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I have a bottle filled with a fluid A, and a tube of volume $V_0$ filled with a fluid B leading away from it. When I now start pumping fluid A out of the bottle, I am interested in the concentration $c(V)$ of fluid A in fluid B at the end of the tube after the volume $V$ exited the tube.

In my second situation (I am afraid there are two), after having pumped $V_0$, a valve at position $V_1$ switches and the pump is reversed. The mixed fluids are now pumped into a second tube of volume $V_2$. Again, I'd like to know what drips out of there.

Situation 1

|    A    |
|         |      V0
|      ====================    <- B
|         |
|         |

Situation 2

|    A    |
|         |          V0
|      =========++==========    <- B
|         | V1  ||
|         |     || V2
|_________|     ||

                 ^- B

I've tried using the Hagen-Poiseuille equation (or its proof as given in the Wikipedia), but that grows ugly fast. Is there a simple(r) way to approach this?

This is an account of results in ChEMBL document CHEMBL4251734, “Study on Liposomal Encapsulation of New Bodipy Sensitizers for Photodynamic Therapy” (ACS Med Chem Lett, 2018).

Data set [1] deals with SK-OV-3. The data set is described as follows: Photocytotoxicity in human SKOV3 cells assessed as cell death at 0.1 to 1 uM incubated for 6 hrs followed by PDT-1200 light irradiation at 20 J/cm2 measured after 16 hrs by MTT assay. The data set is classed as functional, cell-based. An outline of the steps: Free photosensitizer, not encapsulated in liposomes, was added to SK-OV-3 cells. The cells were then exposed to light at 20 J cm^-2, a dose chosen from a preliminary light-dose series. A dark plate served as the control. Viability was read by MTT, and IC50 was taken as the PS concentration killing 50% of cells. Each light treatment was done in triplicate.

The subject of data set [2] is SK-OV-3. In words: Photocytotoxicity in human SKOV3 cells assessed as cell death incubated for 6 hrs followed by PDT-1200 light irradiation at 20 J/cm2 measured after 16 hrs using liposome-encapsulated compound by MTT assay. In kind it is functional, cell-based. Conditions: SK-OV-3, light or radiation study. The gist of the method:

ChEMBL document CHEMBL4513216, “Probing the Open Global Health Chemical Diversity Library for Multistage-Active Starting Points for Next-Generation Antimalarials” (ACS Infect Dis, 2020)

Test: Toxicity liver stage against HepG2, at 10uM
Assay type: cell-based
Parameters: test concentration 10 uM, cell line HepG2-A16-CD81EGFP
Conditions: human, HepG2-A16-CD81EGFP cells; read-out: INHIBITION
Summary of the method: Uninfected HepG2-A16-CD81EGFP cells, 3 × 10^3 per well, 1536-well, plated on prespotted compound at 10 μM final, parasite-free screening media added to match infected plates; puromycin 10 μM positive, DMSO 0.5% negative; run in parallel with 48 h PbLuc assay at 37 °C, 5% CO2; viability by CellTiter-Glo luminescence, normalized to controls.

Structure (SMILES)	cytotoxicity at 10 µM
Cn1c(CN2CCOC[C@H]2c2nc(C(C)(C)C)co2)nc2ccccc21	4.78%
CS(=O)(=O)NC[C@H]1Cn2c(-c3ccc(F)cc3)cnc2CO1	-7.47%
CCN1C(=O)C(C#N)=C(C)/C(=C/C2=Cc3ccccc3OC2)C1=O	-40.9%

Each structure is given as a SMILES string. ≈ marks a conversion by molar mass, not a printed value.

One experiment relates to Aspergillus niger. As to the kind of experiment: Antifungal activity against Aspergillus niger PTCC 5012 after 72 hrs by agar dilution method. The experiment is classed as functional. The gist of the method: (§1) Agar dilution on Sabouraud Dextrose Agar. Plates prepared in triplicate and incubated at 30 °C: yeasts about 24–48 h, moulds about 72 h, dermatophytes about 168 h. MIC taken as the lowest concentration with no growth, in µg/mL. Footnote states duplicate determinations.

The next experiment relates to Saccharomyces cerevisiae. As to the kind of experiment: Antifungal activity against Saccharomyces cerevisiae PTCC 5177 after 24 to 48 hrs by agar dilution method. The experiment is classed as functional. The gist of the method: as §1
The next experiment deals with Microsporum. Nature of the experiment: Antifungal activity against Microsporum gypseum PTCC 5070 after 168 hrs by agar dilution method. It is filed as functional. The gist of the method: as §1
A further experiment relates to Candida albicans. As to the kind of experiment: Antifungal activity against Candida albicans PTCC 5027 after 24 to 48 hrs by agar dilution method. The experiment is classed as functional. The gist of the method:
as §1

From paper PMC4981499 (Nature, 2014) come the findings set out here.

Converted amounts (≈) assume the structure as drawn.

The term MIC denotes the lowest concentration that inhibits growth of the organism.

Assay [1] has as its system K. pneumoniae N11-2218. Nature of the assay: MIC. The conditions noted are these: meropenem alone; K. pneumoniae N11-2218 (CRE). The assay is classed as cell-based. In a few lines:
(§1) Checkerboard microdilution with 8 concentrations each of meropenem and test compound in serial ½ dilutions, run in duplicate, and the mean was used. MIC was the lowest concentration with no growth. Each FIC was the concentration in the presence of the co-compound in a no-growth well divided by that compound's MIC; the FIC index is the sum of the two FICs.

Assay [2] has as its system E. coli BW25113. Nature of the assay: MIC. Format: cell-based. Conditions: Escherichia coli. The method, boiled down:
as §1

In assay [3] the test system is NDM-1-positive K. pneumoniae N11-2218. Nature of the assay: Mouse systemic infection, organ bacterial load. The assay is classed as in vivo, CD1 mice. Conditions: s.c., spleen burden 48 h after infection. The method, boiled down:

share|cite|improve this question
Your approach using Hagen-Poiseuillie sounds like a good first approximation. You have to think of the limitations though. It assumes laminar flow which depend on the viscosity, pumping rate and geometry. Additionally your liquids might mix up without any pumping because of diffusion. So a realistic estimate will be hard with a simple approach. – Alexander Jun 28 '12 at 14:05
Is it a bird? Is it a plane? No! It's Empirical Numerical Model man here to save us from certain doom! :) – Colin K Jun 28 '12 at 19:27
Seriously though, if you only need to make a prediction for practical use, and you don't need your fitted model parameters to have physical significance, then any old fit will work. You could even just record some data and then interpolate it for future predictions. – Colin K Jun 28 '12 at 19:31
@Colin: I was afraid of that =) I distrust my current data and wanted to check against theoretical predictions. – Jens Jun 29 '12 at 5:27
Oh, I see. In that case an empirical model obviously won't work! I didn't suggest it because I thought a theoretical model was impossible; I just misunderstood your goal. – Colin K Jun 29 '12 at 11:45

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